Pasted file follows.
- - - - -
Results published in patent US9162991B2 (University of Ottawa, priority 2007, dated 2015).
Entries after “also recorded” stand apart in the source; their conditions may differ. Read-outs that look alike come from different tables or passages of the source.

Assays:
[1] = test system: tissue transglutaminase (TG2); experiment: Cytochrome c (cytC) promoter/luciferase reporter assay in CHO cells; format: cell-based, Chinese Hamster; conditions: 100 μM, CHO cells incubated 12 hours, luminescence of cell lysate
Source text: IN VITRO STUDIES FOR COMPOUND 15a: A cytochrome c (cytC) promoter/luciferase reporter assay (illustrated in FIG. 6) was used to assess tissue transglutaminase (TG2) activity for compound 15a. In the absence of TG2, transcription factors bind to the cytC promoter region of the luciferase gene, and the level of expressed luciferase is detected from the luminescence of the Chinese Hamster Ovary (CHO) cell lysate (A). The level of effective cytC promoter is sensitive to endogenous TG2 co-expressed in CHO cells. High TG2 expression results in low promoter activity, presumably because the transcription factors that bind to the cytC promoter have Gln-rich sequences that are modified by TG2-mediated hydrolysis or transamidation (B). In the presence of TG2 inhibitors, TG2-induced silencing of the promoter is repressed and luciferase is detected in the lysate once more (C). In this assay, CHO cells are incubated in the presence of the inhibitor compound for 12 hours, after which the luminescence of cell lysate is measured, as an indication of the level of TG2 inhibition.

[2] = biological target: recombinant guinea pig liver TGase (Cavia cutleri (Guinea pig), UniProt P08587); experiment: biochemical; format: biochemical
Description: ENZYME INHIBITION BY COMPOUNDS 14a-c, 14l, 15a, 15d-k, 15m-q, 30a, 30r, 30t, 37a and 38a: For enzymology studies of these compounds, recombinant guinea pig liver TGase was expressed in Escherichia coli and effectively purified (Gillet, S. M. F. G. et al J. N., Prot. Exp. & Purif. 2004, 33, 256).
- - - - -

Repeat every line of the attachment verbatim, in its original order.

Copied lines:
Results published in patent US9162991B2 (University of Ottawa, priority 2007, dated 2015).
Entries after “also recorded” stand apart in the source; their conditions may differ. Read-outs that look alike come from different tables or passages of the source.

Assays:
[1] = test system: tissue transglutaminase (TG2); experiment: Cytochrome c (cytC) promoter/luciferase reporter assay in CHO cells; format: cell-based, Chinese Hamster; conditions: 100 μM, CHO cells incubated 12 hours, luminescence of cell lysate
Source text: IN VITRO STUDIES FOR COMPOUND 15a: A cytochrome c (cytC) promoter/luciferase reporter assay (illustrated in FIG. 6) was used to assess tissue transglutaminase (TG2) activity for compound 15a. In the absence of TG2, transcription factors bind to the cytC promoter region of the luciferase gene, and the level of expressed luciferase is detected from the luminescence of the Chinese Hamster Ovary (CHO) cell lysate (A). The level of effective cytC promoter is sensitive to endogenous TG2 co-expressed in CHO cells. High TG2 expression results in low promoter activity, presumably because the transcription factors that bind to the cytC promoter have Gln-rich sequences that are modified by TG2-mediated hydrolysis or transamidation (B). In the presence of TG2 inhibitors, TG2-induced silencing of the promoter is repressed and luciferase is detected in the lysate once more (C). In this assay, CHO cells are incubated in the presence of the inhibitor compound for 12 hours, after which the luminescence of cell lysate is measured, as an indication of the level of TG2 inhibition.

[2] = biological target: recombinant guinea pig liver TGase (Cavia cutleri (Guinea pig), UniProt P08587); experiment: biochemical; format: biochemical
Description: ENZYME INHIBITION BY COMPOUNDS 14a-c, 14l, 15a, 15d-k, 15m-q, 30a, 30r, 30t, 37a and 38a: For enzymology studies of these compounds, recombinant guinea pig liver TGase was expressed in Escherichia coli and effectively purified (Gillet, S. M. F. G. et al J. N., Prot. Exp. & Purif. 2004, 33, 256).